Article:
Our bodies need sunlight just as much as they need food and water. We now know that in addition to providing us with vitamin D, sunlight raises the body's levels of nitric oxide – a vital molecule that increases blood flow, optimizes the immune system, and acts as a signaling molecule for the brain. This is why depriving your body of sunlight can leave you unhealthy and unhappy, contributing to burnout and/or depression. In addition to craving sunlight, our minds and bodies crave nature. More and more studies are showing that simply being out in nature can profoundly affect our mood. Whether it is a full exercise session in the form of a run, swim, or hike, or simply taking a walk, going to watch the sunset, or even simply creating a container garden on your balcony, treat your body to a small dose of nature every day.
What I've learned through my journey is that so much of this is about self-love. It's about taking care of ourselves because we deserve it. I encourage you to implement these four simple habits to bring about greater joy and well-being in your life. You have the power, outside the bounds of circumstance, to create the life you love. Remember, we are all special and amazing! So from now on, let's be kind to our amazing selves. Your core is speaking to you. Be sure to listen, like you would to your own best friend.
Amid the mainstream conversation about inclusion and justice in the workplace, otherwise known as #MeToo, a Silicon Valley venture capital fund considered how they can be more inclusive of the women, minority, and LGBTQ entrepreneurial communities.
Their solution? Ask the CEOs they currently fund to promise to hire senior-level employees from diverse backgrounds.
Lightspeed Venture Partners, a venture capital fund that has investments with blockbuster startups such as The Honest Company, Affirm, and HQ Trivia, has asked its portfolio company CEOs to sign a “side letter" affirming their commitment to consider women and other underrepresented groups for senior jobs and new spots on their board of directors.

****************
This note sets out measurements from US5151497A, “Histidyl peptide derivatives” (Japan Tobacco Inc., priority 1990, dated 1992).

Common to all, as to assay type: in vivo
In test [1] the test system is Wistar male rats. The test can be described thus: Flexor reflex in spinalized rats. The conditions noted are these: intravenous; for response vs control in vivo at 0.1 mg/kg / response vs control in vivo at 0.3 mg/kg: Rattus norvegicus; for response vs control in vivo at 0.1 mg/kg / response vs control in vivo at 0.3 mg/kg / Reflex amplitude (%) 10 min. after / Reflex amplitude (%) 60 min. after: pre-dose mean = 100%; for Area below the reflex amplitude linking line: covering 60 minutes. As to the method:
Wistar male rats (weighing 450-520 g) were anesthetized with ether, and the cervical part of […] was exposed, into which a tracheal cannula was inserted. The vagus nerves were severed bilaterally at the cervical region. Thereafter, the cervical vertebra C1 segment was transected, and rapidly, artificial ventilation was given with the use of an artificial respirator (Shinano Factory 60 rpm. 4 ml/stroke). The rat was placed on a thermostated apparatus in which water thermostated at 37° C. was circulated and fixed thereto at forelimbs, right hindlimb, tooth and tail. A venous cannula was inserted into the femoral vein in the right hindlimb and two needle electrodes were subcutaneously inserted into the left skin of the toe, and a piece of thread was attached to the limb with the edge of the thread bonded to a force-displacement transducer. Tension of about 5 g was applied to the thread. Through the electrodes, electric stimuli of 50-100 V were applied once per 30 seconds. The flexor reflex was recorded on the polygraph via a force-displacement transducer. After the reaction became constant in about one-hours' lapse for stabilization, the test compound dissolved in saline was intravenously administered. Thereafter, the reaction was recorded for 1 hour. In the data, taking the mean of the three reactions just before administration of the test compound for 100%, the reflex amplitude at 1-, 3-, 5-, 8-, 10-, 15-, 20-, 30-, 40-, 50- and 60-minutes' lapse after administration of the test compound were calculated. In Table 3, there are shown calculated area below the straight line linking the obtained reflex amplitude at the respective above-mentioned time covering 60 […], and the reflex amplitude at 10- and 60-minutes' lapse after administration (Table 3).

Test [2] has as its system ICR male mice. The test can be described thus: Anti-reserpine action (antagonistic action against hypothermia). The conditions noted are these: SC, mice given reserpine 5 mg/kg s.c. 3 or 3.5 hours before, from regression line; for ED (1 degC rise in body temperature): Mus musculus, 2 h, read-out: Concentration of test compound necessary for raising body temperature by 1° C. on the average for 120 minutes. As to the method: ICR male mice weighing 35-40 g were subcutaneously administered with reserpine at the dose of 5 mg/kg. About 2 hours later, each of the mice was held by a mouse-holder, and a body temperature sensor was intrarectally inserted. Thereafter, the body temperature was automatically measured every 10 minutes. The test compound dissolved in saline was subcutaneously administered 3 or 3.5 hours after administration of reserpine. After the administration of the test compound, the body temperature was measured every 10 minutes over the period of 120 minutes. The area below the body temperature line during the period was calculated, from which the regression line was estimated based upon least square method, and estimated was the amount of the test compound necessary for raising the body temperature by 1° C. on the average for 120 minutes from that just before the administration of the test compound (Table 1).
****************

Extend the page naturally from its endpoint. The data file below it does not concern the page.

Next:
Can making pledges— or even hiring a C-Suite level employee to manage diversity efforts— really make an impact on the funding gap for multicultural women-led companies?
Many experts say it's going to take systemic change, not letters of intent.
It is well reported that the amount of investment going to multicultural women-led companies is incongruous to the entrepreneurial landscape and the performance of their businesses. Between 2007 and 2016, there was an increase of 2.8 million companies owned by women of color. Nearly eight out of every 10 new women-owned firms launched since 2007 has been started by a woman of color yet, these businesses receive an abysmal 0.2 percent of all funding. Amanda Johnson and KJ Miller, founders of Mented cosmetics, were just the 15th and 16th Black women in history to raise $1M in the fall of 2017.
The multicultural women who do defeat the odds to get funded receive significantly less than male founders. The average startup founded by a Black woman raises only $36,000 in venture funding, while the average failed startup founded by a White man raises $1.3M before going out of business.
The implicit and explicit bias not only impacts individual multicultural female founders, it could be stifling innovation. For example, companies with above-average diversity on their management teams reported innovation revenue as 45 percent of total revenue compared to just 26 percent of total revenue at companies with below-average management diversity. That means nearly half the revenue of companies with more diverse leadership comes from products and services launched in the past three years.
In our economy today, venture capital is responsible for funding the work of our most innovative companies. Venture capital-backed U.S. companies include some of the most innovative companies in the world. In 2013, VC-backed companies account for a 42 percent of the R&D spending by U.S. public companies.
With a wealth of multicultural women entrepreneurs and evidence to support the performance of diverse companies, why does this funding gap persist?
According to Kristin Hull, founder of Oakland-based Nia Impact Capital and Nia Community, many traditional investors consider women or minority-led businesses as a category in their portfolio, like gaming tech or consumer packaged good. Hull, who focuses on building portfolios where financial returns and social impact work hand-in-hand, argues gender and ethnicity are not a business category and investors who dedicate a specific percent of their portfolio to diverse companies are the ones missing out.
“We are doing this backwards," says Hull. “Adding diverse, women-run companies actually de-risks an investment portfolio."
Hull points to research that has found women are more likely to seek outside help when a company is headed for trouble and operate businesses with less debt on average. What's more, a study conducted by First Round Capital concluded that founding teams including a woman outperform their all-male peers by 63 percent.
Ximena Hardstock, a 43-year-old immigrant from Chile experienced this bias first hand before she raised $5.1M for her tech startup. “How do you get an investor to notice you and take you seriously?" says Hardstock. “White men from Harvard have a track record and investors are all looking for entrepreneurs that fit the Zuckerberg mold. But a woman from Chile with an accent who started a technology company? There is no track record for that and this is a problem so many women of color face."